Saturday, February 02, 2008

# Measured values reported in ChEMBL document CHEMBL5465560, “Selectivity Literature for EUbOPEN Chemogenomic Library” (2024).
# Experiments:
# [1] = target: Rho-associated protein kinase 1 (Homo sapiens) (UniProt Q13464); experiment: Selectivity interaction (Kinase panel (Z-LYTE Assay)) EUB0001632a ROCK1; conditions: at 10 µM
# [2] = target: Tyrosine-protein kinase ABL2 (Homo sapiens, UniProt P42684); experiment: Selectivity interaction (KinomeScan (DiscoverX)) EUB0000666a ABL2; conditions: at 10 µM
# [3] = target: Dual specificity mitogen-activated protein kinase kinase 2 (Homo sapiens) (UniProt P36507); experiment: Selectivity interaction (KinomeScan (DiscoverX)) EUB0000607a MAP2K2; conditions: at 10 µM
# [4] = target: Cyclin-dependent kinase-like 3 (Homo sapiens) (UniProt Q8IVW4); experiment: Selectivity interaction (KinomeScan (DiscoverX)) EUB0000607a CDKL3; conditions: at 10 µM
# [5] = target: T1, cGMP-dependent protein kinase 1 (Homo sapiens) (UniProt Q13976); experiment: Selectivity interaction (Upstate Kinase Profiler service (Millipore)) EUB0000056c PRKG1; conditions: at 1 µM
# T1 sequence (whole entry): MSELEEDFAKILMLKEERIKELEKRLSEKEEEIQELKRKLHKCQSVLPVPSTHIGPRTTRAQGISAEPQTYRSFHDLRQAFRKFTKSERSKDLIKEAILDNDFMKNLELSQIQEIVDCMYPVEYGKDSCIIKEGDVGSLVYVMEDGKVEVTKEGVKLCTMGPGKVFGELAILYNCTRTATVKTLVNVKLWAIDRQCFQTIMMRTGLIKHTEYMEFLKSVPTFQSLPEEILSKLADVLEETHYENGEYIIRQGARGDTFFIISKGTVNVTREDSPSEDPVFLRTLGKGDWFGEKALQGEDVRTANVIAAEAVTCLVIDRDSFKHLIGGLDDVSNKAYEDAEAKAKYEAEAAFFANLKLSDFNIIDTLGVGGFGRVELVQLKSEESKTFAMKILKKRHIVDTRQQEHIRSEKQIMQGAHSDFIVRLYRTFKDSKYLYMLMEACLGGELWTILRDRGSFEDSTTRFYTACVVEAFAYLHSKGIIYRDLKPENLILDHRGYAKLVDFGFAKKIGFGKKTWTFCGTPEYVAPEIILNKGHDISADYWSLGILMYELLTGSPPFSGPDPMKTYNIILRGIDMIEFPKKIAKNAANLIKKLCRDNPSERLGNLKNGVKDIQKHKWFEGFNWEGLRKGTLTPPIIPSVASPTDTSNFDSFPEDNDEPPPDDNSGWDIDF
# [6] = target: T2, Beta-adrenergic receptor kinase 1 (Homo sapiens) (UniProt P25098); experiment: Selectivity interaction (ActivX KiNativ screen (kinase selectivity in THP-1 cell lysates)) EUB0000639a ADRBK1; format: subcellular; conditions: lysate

Subcontractors file dozens of construction liens against Omaha area luxury homebuilder. Omaha.com. Subcontractors such as electricians and plumbers have filed about 100 construction liens this month in Sarpy and Douglas Counties against Gateway Homes, a builder of mostly $250,000 to $400,000 custom homes in the Omaha metropolitan area.The number of liens — which is unusually high against a single builder in a short period — reflects not only one builder's struggles in a slow housing market but also the trickle-down impact on subcontractors.Gateway Homes has closed its doors, stopped construction and retained Bob Ginn, an attorney specializing in bankruptcy. Gateway owner Kevin Hebner referred questions to Ginn. Asked if the company was filing for bankruptcy, Ginn said, "At this juncture, all options are still on the table." Ginn said that because he was retained only Friday, he was still familiarizing himself with the case and could not comment further. Douglas County Register of Deeds Diane Battiato said the liens against Gateway started with three in December and then ballooned to 49, with claims of unpaid debts totaling $305,616 through Monday. Sarpy County Register of Deeds Lloyd Dowding said about 50 construction liens had been filed against Gateway through Monday. Construction liens are commonly used by subcontractors or suppliers to protect themselves, Dowding said. But to have that many filed against one company in a month's time is unusual, he said. "The last time we had a great influx of construction liens was with Benchmark Homes," Battiato said. Benchmark, once the Omaha area's third-largest home builder, collapsed in March 2006 after the founder's suicide prompted subcontractors and suppliers to file more than 2,000 liens. After Benchmark filed for bankruptcy, a judge authorized the sale of more than 100 completed and mostly completed homes. Gateway Homes, which is smaller than Benchmark, was issued 23 single-family building permits in 2007 and 32 in 2006, according to the Metro Omaha Builders Association. Lee Sharpe, Gateway's field operations manager, said Hebner's Jan. 22 announcement to employees that the company was closing came as a shock because of Hebner's repeated reassurances during the housing downturn that the company was fine. Sharpe said that even though he was surprised by the closing, the signs of the company's financial struggles started about a year ago, when some subcontractors were refusing to work for Gateway because of unpaid bills. Hebner at first appeared to take care of the problems, Sharpe said. But one contractor recently appeared at the office demanding to be paid. When he wasn't, he left and immediately filed liens, calling another subcontractor, Sharpe said. "It just snowballed," Hebner said. Matt Thomas, owner of the Tile Man, a Council Bluffs company, said it appeared that a meeting Hebner called with some subcontractors in late December might have sparked some of the liens. Hebner told subcontractors that he was trying to get them money, Thomas said. "If people would have just held out and let him do his thing, we all would have gotten paid," Thomas said. "But there were a few that just didn't understand it. . . . I figured with the market so bad, that I'm going to stick it out to the end, and he just might be able to make a comeback." Thomas, who has worked as a subcontractor for Gateway for eight years, continued working on a job for Hebner until hearing of Hebner's Jan. 22 meeting with employees. "Through the grapevine, I hear that he's locked his doors. That pretty much triggered that it's over, it's done. I said, 'Pack up your tools and go, it's over,'" Thomas said. "There's no reason to go forward with your work if you know you're not going to get paid." Thomas said he filed liens against Gateway Homes on Jan. 23 and 24. Thomas said his paychecks were delayed in the past, but he didn't file liens then because he needed the work. "He gives you work, so you give him the benefit of the doubt," Thomas said. "And then it got later and later." He said he was supposed to be paid every 30 days, but he received his last payment Nov. 24. "He's a good guy, he means well, but it all caught up with him," Thomas said of Hebner.